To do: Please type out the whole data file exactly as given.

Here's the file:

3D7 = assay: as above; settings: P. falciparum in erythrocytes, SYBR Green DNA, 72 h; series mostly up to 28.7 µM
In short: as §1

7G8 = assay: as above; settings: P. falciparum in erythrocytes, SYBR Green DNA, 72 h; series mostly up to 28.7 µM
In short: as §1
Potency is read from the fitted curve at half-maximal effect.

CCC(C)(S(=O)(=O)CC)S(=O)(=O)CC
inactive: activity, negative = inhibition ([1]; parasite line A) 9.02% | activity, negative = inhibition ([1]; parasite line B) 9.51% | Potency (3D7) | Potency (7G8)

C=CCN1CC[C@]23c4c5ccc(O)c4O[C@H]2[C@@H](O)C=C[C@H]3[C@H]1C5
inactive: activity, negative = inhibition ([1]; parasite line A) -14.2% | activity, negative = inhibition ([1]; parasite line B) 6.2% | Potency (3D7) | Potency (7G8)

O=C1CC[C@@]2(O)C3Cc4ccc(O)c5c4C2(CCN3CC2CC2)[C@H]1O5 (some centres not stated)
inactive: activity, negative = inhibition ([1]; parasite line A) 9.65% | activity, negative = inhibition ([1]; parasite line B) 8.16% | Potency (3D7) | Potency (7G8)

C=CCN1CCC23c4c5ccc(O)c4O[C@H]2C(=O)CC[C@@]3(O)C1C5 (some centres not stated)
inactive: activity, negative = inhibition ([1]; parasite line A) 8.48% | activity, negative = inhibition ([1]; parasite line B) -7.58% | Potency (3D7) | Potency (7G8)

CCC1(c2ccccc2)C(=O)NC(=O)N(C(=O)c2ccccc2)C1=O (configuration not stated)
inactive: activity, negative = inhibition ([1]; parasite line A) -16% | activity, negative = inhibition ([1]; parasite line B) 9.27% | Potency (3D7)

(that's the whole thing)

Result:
3D7 = assay: as above; settings: P. falciparum in erythrocytes, SYBR Green DNA, 72 h; series mostly up to 28.7 µM
In short: as §1

7G8 = assay: as above; settings: P. falciparum in erythrocytes, SYBR Green DNA, 72 h; series mostly up to 28.7 µM
In short: as §1
Potency is read from the fitted curve at half-maximal effect.

CCC(C)(S(=O)(=O)CC)S(=O)(=O)CC
inactive: activity, negative = inhibition ([1]; parasite line A) 9.02% | activity, negative = inhibition ([1]; parasite line B) 9.51% | Potency (3D7) | Potency (7G8)

C=CCN1CC[C@]23c4c5ccc(O)c4O[C@H]2[C@@H](O)C=C[C@H]3[C@H]1C5
inactive: activity, negative = inhibition ([1]; parasite line A) -14.2% | activity, negative = inhibition ([1]; parasite line B) 6.2% | Potency (3D7) | Potency (7G8)

O=C1CC[C@@]2(O)C3Cc4ccc(O)c5c4C2(CCN3CC2CC2)[C@H]1O5 (some centres not stated)
inactive: activity, negative = inhibition ([1]; parasite line A) 9.65% | activity, negative = inhibition ([1]; parasite line B) 8.16% | Potency (3D7) | Potency (7G8)

C=CCN1CCC23c4c5ccc(O)c4O[C@H]2C(=O)CC[C@@]3(O)C1C5 (some centres not stated)
inactive: activity, negative = inhibition ([1]; parasite line A) 8.48% | activity, negative = inhibition ([1]; parasite line B) -7.58% | Potency (3D7) | Potency (7G8)

CCC1(c2ccccc2)C(=O)NC(=O)N(C(=O)c2ccccc2)C1=O (configuration not stated)
inactive: activity, negative = inhibition ([1]; parasite line A) -16% | activity, negative = inhibition ([1]; parasite line B) 9.27% | Potency (3D7)